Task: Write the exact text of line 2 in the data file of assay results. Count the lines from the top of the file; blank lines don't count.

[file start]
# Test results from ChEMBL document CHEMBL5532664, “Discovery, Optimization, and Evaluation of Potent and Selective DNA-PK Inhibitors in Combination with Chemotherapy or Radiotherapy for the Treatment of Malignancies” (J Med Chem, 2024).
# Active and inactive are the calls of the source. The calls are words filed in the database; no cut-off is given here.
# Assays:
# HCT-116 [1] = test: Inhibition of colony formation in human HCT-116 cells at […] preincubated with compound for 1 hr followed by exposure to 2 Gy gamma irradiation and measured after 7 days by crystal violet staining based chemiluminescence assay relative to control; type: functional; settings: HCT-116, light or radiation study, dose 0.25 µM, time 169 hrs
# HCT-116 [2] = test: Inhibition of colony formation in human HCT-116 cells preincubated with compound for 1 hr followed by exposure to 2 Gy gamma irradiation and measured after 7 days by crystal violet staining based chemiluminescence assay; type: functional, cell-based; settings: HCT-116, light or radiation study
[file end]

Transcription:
# Active and inactive are the calls of the source. The calls are words filed in the database; no cut-off is given here.